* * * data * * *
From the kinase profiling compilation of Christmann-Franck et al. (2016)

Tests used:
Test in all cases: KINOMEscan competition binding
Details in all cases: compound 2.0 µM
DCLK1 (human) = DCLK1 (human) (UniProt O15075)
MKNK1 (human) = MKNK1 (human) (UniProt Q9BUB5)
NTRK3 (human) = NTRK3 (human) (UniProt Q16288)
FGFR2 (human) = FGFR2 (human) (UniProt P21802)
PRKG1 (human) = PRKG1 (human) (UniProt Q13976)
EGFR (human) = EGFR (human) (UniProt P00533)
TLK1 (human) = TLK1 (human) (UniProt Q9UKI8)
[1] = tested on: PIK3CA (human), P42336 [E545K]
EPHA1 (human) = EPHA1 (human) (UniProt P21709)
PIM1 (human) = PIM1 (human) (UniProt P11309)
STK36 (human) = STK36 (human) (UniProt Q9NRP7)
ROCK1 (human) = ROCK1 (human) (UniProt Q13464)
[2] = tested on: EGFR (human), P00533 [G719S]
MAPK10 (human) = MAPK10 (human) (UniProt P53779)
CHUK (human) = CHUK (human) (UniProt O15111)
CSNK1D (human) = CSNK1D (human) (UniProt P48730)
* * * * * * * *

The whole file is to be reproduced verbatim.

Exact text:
From the kinase profiling compilation of Christmann-Franck et al. (2016)

Tests used:
Test in all cases: KINOMEscan competition binding
Details in all cases: compound 2.0 µM
DCLK1 (human) = DCLK1 (human) (UniProt O15075)
MKNK1 (human) = MKNK1 (human) (UniProt Q9BUB5)
NTRK3 (human) = NTRK3 (human) (UniProt Q16288)
FGFR2 (human) = FGFR2 (human) (UniProt P21802)
PRKG1 (human) = PRKG1 (human) (UniProt Q13976)
EGFR (human) = EGFR (human) (UniProt P00533)
TLK1 (human) = TLK1 (human) (UniProt Q9UKI8)
[1] = tested on: PIK3CA (human), P42336 [E545K]
EPHA1 (human) = EPHA1 (human) (UniProt P21709)
PIM1 (human) = PIM1 (human) (UniProt P11309)
STK36 (human) = STK36 (human) (UniProt Q9NRP7)
ROCK1 (human) = ROCK1 (human) (UniProt Q13464)
[2] = tested on: EGFR (human), P00533 [G719S]
MAPK10 (human) = MAPK10 (human) (UniProt P53779)
CHUK (human) = CHUK (human) (UniProt O15111)
CSNK1D (human) = CSNK1D (human) (UniProt P48730)